When it comes to 80's hairstyles, the perm stands alone as a signature trademark of the era. And while it's now regarded as outdated, the hairstylist Mara Roszak, who is behind the current perms of stars like Emma Stone and Jaime King, is here to remind us that today's perm is not the same one worn by generations before. In fact, it's so much more than that. For Roszak, the perm is a vehicle of empowerment for women and allows individual to embrace their own uniqueness. Here, Roszak breaks down the modern perm, and why it's ultimate power move for women everywhere today.
What is the process behind getting a perm and how long does it takes?
This perm is a lot more mellow than the perm that flashes to our minds when we hear the word perm, yet totally customizable. It is restructuring your hair to go from straight to wavy and you can control the amount of waves; you were just more limited with your options when the perm kind of first became a thing. The process takes about two hours. We at Mare Salon have really the mastered the way it’s all about placement and sizes of the rods we use. So if you want a beachier, more natural, smoother wave, we place the rods in a totally different direction. It’s all about placement, which will then determine the movement and shape. You wait about two days to wash your hair and then you can really see the results.
Are perms suitable for every hair type and how do long do they last?
They really are for almost any hair texture, I would say if your hair is super bleached out you want to be more careful so that would just mean coming in for a consultation, which a lot of people want to do anyway. During the consultation, you can really get clear on if this feels right for you, if it’s something you really want to do. If your hair has been processed with just bleach, than I would suggest coming in for a consultation. They can last up to six months.
Why have we seen the return of the perm now and what influence does this have on the beauty industry?
Honestly, trends come around and they circle depending on the time we are in, the climate, etc.. And I think at least for women now, I’m finding in beauty there’s this real message of empowerment. Beauty is our own, no longer are we going to limit ourselves or determine our beauty looks based on the way that anyone else tell us. It really feels like this is super fun, it’s bold. What really was true in the 80’s was that it was the working woman, everything was so big and bold and like, I am here, I’m not invisible. mean, you literally could not hide from the eye shadow and lipstick color. I really do think that some of that sentiment is represented in this time with women and very much is, We are here. This bigger hair granted is not what it was, but it has movement, body, it’s super sexy and totally individual and unique. I think that is what’s made it modern.
How can we be more accepting of natural hair?
Women for a long time have been fed these narratives of what is beautiful, and this idea of perfect hair is worthy of acceptance in a way that anything outside of that isn’t. I have the privilege of working with women every day, and I’m really finding that it's less and less a part of the conversation of how should it be or "I’m feeling it needs to be like this." It’s much more about, how do I want it to look, how do I want to represent it to the world with my identity. I think that this wave—we’re calling it the “Mare wave” at the salon—because it really is so individual, it is fun to have texture in your hair. That whole narrative of perfect hair being smooth and shiny and every hair in place... I think it’s way more about accentuating a natural aesthetic [now].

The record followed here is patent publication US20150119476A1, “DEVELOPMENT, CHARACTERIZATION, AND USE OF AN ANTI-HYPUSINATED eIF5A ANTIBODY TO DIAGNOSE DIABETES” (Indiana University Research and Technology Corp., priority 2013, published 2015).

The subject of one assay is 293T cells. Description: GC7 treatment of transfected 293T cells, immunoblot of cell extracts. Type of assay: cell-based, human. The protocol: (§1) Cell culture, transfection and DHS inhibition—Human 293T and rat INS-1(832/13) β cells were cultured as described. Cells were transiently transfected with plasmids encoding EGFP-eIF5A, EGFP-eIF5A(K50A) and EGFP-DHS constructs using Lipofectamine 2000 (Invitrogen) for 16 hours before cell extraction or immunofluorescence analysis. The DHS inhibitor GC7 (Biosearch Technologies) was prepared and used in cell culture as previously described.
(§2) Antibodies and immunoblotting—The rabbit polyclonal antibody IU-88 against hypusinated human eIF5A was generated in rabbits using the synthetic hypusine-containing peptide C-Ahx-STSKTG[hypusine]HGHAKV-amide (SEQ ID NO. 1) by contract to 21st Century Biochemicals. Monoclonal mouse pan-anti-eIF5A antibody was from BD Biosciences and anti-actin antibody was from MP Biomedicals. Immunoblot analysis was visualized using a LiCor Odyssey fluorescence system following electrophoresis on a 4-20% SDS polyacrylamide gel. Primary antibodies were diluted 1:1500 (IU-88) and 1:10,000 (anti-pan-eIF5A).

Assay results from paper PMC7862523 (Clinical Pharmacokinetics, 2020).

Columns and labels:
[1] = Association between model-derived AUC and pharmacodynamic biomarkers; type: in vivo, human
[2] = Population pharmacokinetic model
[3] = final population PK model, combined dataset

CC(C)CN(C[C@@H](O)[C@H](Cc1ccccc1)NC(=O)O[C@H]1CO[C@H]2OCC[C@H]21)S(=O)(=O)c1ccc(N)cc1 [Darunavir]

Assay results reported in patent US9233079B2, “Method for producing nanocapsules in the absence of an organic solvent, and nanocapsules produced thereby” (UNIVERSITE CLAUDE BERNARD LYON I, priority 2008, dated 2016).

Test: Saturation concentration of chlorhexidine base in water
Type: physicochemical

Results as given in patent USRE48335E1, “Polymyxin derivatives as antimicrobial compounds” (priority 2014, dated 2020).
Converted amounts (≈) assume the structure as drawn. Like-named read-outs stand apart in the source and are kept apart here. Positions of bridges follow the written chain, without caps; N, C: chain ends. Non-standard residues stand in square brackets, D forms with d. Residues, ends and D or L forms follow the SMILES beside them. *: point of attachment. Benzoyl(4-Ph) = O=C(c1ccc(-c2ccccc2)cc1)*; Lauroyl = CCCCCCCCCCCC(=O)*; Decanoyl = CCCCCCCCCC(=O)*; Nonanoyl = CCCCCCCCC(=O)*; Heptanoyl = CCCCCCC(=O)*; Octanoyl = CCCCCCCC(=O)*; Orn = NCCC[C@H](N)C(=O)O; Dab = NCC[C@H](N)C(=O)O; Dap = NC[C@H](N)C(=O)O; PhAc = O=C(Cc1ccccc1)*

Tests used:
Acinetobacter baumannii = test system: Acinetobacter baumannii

What message are sending through your clientele on the red carpet about natural hair?
My approach is never to take away, it’s really is about enhancing what is already there. So for red carpets, it’s specific in that there are all these cameras, you are all dressed up in these beautiful dresses, and having your hair enhanced is not a bad thing, I just never want to take away. It really is just about adding these subtle tweaks and movements into the hair that really are already there. I do less blow drying and smoothing because that’s just more my aesthetic.
What changes in the beauty industry are you most excited about and what trends do you hope to see more of?
I really hope to see a more positive message in the beauty industry. I think that the truth is that we are enough and if you want to have fun with it, that’s great but it’s totally your choice. I see the perm as a really awesome option to sort of experience yourself in a way that you haven’t gotten too.
What is your message to young women about their hair?
My message to young women is that they are beautiful and the things that make us different are the things that are uniquely our own. I think that’s something you appreciate more as you get older, so I would say it can be hard when you have this image of what is ideal but I think we’re moving further and further from that image being this odd, symmetrical perfection and more into this natural, authentic beauty. Human beings are beautiful, women are gorgeous, they are limitless truly. And I think that we are really starting to embrace that in a way and talk about it in a way that we didn’t before. So, how we see ourselves and how we hold ourselves, I think it’s going to be completely different for young women, they can see that and know that they are truly beautiful.
How does beauty and the way we look influence change in our culture?
I think it really is going to be more and more about the individual and come from a place of, This is for me, this is who I am, and less of, This is what it should be. It’s coming from a place of love and I think it’s an appreciation for yourself.